Radioactive capsule heads back to Perth as investigation continues

The tiny radioactive capsule which went missing in the WA outback is currently about 400 kilometres from Perth, being escorted to the city in a radiation-proof lead container by 14 Department of Fire and Emergency personnel, along with Australian Defence Force officers and the Australian Nuclear and Science Technology Organisation.

Authorities believe the capsule fell out of a bolthole in a mining gauge sometime between January 12 and January 16 while in transit to Perth from Rio Tinto’s Gudai-Darri iron ore mine. It was discovered on Wednesday.

However, “it wasn’t found by luck,” DFES incident controller Darryl Ray said.

It took a dedicated team of specialists from different agencies, both state and federal, working in temperatures of around 40 degrees.

WA Chief Health Officer Dr Andy Robertson said he could not reveal where the capsule would be kept once it arrived in Perth, due to safety and security concerns.

“There’s planning involved, obviously to make sure that we minimise the risks to the staff who are involved in that transfer,” Robertson said.

It would remain in secure storage until a decision was made as to how to handle the potent radiation source.

The investigation into how the capsule went missing, and whether the companies involved complied with the Radiation Safety Act and the transport regulations, was continuing.

The cost of the search for the radioactive capsule will be paid by Rio Tinto, the miner’s chief executive, iron ore said on Wednesday, but the final amount is yet to be determined.

No contamination has been detected at the site where a tiny radioactive capsule was discovered in remote WA.

The site has been surveyed and the department said there was no need to remediate the area.

A 20 metre “hot zone” was established around the capsule during its recovery.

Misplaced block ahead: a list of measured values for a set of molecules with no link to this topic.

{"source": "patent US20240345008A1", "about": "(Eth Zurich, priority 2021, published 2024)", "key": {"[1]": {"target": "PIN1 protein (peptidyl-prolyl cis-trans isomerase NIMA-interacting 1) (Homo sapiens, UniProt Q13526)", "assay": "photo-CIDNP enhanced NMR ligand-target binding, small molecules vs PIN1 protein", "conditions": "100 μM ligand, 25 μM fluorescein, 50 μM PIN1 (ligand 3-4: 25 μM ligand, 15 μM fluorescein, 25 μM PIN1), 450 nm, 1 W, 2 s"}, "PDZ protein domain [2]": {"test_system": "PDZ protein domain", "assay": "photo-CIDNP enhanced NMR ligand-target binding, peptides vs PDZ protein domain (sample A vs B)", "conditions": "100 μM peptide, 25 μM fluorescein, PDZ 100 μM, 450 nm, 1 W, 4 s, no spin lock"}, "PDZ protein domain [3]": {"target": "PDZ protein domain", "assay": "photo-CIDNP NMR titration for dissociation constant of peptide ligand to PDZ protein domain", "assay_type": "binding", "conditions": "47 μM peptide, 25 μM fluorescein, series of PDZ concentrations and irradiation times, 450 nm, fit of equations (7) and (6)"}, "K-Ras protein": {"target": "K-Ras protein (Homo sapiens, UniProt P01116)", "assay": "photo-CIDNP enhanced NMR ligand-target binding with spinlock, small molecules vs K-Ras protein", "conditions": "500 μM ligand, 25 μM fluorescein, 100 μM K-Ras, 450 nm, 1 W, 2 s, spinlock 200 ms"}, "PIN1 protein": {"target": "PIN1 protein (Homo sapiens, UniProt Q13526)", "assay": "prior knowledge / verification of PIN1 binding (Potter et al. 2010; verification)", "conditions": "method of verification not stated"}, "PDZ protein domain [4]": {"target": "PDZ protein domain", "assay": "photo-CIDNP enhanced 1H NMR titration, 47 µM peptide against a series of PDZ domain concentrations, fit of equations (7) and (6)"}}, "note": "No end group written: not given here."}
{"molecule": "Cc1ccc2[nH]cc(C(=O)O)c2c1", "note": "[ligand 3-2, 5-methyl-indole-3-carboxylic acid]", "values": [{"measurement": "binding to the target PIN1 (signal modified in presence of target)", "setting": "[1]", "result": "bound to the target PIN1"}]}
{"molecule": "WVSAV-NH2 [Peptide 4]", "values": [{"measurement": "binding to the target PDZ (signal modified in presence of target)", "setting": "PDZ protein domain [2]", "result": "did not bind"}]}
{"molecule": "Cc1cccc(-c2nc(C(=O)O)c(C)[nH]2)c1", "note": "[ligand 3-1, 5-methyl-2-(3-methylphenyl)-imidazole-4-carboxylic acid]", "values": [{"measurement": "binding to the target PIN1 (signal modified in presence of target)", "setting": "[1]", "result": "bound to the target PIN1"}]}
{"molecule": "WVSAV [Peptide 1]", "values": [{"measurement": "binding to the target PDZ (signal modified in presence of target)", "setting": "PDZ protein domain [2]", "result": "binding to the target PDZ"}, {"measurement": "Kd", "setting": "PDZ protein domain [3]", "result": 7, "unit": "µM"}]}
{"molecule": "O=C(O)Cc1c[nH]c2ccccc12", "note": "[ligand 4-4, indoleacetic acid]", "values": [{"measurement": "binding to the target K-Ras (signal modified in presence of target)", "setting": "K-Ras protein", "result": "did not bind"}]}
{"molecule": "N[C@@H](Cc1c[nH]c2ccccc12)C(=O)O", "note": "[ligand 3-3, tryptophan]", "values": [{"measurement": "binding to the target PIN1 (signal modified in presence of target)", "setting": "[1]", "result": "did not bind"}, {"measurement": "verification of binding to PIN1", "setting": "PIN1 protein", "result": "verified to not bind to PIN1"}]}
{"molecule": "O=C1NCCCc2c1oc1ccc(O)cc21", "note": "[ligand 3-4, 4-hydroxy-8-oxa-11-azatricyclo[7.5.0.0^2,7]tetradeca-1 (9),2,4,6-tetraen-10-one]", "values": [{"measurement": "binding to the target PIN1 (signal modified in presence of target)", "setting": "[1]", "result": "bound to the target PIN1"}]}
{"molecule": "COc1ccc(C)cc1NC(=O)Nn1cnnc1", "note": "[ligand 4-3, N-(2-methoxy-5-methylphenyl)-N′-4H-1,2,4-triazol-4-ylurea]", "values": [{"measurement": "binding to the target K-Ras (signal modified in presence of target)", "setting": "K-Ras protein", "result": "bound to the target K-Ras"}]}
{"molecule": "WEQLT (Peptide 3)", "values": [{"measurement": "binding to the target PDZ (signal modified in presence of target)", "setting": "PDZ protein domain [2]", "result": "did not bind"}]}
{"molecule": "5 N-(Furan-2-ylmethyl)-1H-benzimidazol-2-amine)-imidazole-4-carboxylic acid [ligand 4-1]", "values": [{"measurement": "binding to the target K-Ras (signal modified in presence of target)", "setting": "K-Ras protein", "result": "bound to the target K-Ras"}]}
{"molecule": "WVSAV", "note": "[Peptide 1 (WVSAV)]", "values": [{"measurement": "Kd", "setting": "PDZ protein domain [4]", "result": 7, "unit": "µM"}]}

Search crews had spent six days scouring a 1400 kilometre route amid warnings the Caesium-137 in the capsule could cause radiation burns or sickness if handled and potentially dangerous levels of radiation with prolonged exposure.

“Locating this object was a monumental challenge,” Emergency Services Minister Stephen Dawson said.

“The search groups have quite literally found the needle in the haystack.”

The capsule was detected by a vehicle travelling at 70km/h when specialist equipment picked up emitted radiation.

Portable detectors were used to locate it two metres from the side of the road.

Rio Tinto has apologised and is also reviewing what went wrong during the haul, which was carried out by a contractor.

The maximum fine in WA for failing to safely store or transport radioactive material is just $1000.

Health Minister Amber-Jade Sanderson on Wednesday said the government was looking at increasing the outdated and “unacceptably low” penalty.

Rio Tinto iron ore chief executive Simon Trott said the mining giant would fully co-operate with investigations and was willing to reimburse the cost of the search.

With AAP

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